In the Torah, the year of Jubilee is the set time for redemption. Therefore it can be compared to the coming of the Messiah. Unlike the Jubilee, however, we cannot count down the years until Messiah. No one knows the day and hour, and every man who has ever calculated His arrival has been proven wrong.
It might seem tempting to try to determine the time of Messiah’s arrival. Calculators of the end times often point to the Jubilee cycle to draw inferences regarding the timing of the redemption. Daniel’s prophecy of seventy weeks has also been used by both Jewish and Christian eschatologists to calculate the time of Messiah’s advent. Throughout history, sages and Bible scholars have been searching the Scriptures for clues and furiously scribbling math equations to calculate years and dates regarding the coming of Messiah.
The conclusions of these end-time calculators are almost always the same. Messiah will definitely be arriving within the next five to thirty years; that is to say, within the lifetime of the person making the calculations. For more than two thousand years, Messiah has been due to arrive within the next few years. He is always coming but never arriving.
The Talmud harshly censures those who attempt to calculate and set a date for the redemption:
Rabbi Shmuel bar Nachmani said in the name of Rabbi Yonaton, “May the bones of those who calculate the end be blasted away. People will say, ‘Since the fixed time for his coming has arrived, and yet he has not come, he will never come.’ But we must wait for him, as it is written [in Habakkuk 2:3], ‘Though he tarries, wait for him; [for he will certainly come, he will not delay].’” (b.Sanhedrin 97b)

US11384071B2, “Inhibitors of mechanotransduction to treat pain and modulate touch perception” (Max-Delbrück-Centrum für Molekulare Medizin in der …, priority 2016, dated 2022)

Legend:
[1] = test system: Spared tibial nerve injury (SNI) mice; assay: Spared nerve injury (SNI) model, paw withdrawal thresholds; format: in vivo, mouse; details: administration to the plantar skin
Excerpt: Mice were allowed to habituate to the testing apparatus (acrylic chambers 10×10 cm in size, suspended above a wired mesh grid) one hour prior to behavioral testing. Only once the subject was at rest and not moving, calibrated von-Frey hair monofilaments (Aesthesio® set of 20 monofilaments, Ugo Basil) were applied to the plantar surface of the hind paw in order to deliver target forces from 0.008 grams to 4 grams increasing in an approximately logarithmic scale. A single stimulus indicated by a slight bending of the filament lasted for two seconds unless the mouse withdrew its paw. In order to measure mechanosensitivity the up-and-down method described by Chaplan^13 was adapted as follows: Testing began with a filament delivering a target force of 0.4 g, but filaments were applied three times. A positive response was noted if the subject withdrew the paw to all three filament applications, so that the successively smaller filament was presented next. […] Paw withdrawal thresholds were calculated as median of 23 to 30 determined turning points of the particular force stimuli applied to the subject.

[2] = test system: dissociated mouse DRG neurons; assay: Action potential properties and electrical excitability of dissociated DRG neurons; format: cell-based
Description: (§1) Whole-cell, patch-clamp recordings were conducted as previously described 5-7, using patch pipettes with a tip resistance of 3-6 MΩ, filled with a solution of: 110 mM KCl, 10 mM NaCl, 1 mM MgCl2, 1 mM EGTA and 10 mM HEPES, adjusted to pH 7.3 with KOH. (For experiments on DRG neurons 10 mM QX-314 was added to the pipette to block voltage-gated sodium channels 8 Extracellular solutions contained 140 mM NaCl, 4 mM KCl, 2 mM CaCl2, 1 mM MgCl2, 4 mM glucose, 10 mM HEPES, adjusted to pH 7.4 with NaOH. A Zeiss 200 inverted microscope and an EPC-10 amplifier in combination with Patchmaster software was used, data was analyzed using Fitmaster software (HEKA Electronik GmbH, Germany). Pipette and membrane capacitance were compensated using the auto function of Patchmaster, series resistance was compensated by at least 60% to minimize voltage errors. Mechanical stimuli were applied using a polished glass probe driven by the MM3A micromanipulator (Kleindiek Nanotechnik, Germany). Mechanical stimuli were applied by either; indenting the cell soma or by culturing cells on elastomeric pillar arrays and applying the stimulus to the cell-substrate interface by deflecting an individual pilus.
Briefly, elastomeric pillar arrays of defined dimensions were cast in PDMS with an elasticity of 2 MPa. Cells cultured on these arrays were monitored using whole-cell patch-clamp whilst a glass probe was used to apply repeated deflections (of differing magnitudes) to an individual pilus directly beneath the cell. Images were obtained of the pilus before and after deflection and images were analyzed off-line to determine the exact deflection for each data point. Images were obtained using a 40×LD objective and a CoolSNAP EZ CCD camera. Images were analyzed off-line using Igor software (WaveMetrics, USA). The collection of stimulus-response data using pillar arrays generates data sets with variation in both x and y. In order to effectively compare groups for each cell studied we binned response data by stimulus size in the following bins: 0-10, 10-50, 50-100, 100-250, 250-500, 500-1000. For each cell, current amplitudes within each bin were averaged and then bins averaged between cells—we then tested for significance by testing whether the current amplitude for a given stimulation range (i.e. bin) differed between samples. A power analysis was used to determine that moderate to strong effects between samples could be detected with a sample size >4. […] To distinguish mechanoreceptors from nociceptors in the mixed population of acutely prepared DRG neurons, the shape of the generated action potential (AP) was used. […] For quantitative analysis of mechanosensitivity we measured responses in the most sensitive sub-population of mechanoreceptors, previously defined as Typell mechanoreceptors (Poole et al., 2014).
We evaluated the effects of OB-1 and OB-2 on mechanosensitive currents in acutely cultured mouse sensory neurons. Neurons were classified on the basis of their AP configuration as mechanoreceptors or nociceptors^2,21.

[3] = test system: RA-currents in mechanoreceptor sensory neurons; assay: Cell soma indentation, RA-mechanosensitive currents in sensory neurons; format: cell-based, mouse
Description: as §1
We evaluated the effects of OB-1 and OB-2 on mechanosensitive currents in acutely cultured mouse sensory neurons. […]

Those who set dates actually rob us of the joy of anticipating Messiah’s arrival. By setting dates, the eschatologists disappoint their adherents again and again. When we have set our hopes on a certain date and that date passes by without Messiah’s coming, we find it harder and harder to believe that Messiah is coming at all.
When you see a person prophesying about the Messiah, you should know that he is either engaged in witchcraft, or has dealings with demons … and demons come and teach him calculations and secrets, to his shame and the shame of those who believe in his words … for no man knows about the coming of the Messiah. (Sefer Chasidism)
Perhaps the witchcraft allegation is a little strong, but given the devastating effects that setting dates can have upon people, their lives and their faiths, one might rightly conclude that demons are well pleased with the work of those who set dates for Messiah’s coming. The medieval Torah giant Maimonides wrote, “One must not fix a time for [Messiah’s coming], nor interpret biblical passages so as to derive from them the time of his coming.” Yet even given this stern warning, Maimonides himself could not resist the temptation, and in a letter to Yemenite Jews, he calculated the date of Messiah’s coming to be just a few years off: 1210 CE.